This http_param_model is used for classifying HTTP parameters as malicious or normal. Once the snort_ml_engine loads the http_param_model, it can be used in the snort_ml inspector to detect exploits.
The inspector subscribes to the HTTP request data provided by the HTTP inspector through the publish/subscribe interface. It then passes this data (HTTP URI query and optionally HTTP POST body) to a binary classifier based on the http_param_model. This classifier then returns the probability that it saw an exploit. Based on this probability, SnortML can generate an alert, similar to a Snort rule alert, which can be configured to block malicious traffic. Now that you know how the machine learning engine works, let’s get into how the models work.
SnortML models are designed to be extremely flexible, much like their Snort rule counterparts. To that end, we based our models and our inference engine on TensorFlow. The TensorFlow project is a free and open-source library for machine learning and artificial intelligence.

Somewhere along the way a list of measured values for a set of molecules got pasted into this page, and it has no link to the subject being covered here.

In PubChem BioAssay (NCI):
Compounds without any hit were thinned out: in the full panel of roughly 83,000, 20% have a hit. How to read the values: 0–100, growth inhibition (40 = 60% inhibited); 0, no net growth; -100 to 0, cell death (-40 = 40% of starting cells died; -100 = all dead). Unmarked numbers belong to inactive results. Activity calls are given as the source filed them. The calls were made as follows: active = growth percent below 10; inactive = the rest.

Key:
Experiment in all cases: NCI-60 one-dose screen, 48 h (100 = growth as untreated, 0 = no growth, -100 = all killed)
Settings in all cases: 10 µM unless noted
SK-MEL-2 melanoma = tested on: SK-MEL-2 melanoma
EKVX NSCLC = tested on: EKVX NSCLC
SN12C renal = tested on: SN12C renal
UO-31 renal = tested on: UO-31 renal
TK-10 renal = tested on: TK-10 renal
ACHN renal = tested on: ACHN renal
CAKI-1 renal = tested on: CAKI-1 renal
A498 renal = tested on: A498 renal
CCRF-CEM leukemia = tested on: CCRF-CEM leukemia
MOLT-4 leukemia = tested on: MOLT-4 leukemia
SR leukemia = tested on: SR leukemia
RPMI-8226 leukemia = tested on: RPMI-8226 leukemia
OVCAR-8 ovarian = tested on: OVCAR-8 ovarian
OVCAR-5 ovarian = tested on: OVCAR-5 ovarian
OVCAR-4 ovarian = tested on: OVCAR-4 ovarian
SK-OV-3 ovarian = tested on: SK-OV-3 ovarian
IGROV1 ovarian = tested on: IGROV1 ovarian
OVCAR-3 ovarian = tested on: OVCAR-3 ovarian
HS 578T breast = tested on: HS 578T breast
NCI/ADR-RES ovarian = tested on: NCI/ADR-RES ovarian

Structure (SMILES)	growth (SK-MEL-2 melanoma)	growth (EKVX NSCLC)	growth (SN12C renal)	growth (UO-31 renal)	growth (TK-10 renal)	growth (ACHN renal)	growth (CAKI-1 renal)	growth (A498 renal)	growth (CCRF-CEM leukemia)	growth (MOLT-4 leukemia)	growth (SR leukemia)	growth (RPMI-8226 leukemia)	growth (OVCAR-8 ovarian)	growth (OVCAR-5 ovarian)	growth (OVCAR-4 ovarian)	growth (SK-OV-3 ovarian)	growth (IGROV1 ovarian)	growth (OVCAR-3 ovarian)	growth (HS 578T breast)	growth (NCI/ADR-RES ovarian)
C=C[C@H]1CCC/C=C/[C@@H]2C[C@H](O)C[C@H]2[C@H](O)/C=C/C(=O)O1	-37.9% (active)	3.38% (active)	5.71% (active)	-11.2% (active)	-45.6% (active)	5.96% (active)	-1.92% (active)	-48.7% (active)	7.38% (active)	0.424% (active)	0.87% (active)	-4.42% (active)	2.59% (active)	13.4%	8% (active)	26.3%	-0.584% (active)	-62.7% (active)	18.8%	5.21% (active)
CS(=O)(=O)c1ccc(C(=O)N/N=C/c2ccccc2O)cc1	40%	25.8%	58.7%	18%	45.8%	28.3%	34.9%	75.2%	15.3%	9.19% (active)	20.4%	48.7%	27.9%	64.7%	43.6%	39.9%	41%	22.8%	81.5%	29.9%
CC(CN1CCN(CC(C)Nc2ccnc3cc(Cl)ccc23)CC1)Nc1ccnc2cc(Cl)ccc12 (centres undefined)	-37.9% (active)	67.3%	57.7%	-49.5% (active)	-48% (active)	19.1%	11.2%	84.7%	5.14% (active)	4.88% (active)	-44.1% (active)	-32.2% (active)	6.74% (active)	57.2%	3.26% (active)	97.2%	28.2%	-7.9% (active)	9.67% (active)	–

Any TensorFlow model can be a SnortML binary classifier model so long as it satisfies three conditions, namely, the model must have a single input tensor and a single output tensor, the input and output tensor types must be 32-bit floating point, and finally, the output tensor must have only a single element. We plan on adding other model types in the future (including multiclass classifiers), but right now, this is the only model type currently supported. The SnortML engine uses TensorFlow through a support library we call LibML. The LibML library handles loading, configuring and running machine learning models for Snort. It also includes the XNNPACK accelerator needed to run CPU-bound models at line rate. The easiest way to build a SnortML model is to use the TensorFlow Keras API. If you are new to machine learning, don’t worry, Keras is a simple but powerful deep-learning framework that allows you to build neural networks and train them in a few lines of Python. To get started, import the following: We are going to train our example model on just two samples, but a real production model would use far more: The next thing we need to do is prepare our data. SnortML models expect input data to be zero-padded which is what we are going to do here: Now, we need to construct a neural network that can classify our data. This example uses a simple LSTM (Long Short-Term Memory) network, but other combinations of layers available in Keras work here as well. LSTM is a type of neural network that is keenly suited to identify patterns in sequences of data, such as the sequences of bytes in HTTP parameters. To translate the bytes on the wire to tensors that the LSTM can accept, we can place an embedding layer in front of it. Embedding layers are a kind of association layer, they can learn relationships between input data (bytes in our case) and output those relationships as tensors that the LSTM neurons can accept.